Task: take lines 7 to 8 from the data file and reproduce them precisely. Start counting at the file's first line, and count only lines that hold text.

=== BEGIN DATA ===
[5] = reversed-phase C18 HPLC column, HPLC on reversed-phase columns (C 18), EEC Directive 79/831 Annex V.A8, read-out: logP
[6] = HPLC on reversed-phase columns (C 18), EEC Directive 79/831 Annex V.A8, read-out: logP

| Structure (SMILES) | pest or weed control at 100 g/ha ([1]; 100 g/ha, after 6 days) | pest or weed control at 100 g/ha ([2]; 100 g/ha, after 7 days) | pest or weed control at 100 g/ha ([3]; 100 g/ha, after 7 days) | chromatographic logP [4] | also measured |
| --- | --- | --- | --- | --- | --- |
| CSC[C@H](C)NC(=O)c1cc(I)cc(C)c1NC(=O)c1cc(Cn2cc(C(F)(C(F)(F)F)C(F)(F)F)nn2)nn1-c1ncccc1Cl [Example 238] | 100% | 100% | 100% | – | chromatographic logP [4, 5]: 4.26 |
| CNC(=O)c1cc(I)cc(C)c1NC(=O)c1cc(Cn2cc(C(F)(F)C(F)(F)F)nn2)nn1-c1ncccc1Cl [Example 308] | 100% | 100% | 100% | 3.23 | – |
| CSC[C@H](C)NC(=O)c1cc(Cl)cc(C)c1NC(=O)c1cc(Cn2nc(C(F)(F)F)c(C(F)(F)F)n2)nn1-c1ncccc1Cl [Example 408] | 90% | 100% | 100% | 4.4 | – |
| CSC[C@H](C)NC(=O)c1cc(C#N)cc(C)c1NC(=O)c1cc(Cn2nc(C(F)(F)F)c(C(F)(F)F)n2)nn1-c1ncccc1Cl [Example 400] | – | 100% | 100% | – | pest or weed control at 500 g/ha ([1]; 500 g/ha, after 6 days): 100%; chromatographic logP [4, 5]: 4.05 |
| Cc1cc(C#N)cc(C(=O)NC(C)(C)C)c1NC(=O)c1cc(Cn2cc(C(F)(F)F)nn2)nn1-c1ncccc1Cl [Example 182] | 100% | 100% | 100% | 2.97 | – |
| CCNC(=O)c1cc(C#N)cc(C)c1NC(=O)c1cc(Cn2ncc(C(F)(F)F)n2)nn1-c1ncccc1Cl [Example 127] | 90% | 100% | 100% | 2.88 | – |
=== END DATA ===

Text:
| CSC[C@H](C)NC(=O)c1cc(Cl)cc(C)c1NC(=O)c1cc(Cn2nc(C(F)(F)F)c(C(F)(F)F)n2)nn1-c1ncccc1Cl [Example 408] | 90% | 100% | 100% | 4.4 | – |
| CSC[C@H](C)NC(=O)c1cc(C#N)cc(C)c1NC(=O)c1cc(Cn2nc(C(F)(F)F)c(C(F)(F)F)n2)nn1-c1ncccc1Cl [Example 400] | – | 100% | 100% | – | pest or weed control at 500 g/ha ([1]; 500 g/ha, after 6 days): 100%; chromatographic logP [4, 5]: 4.05 |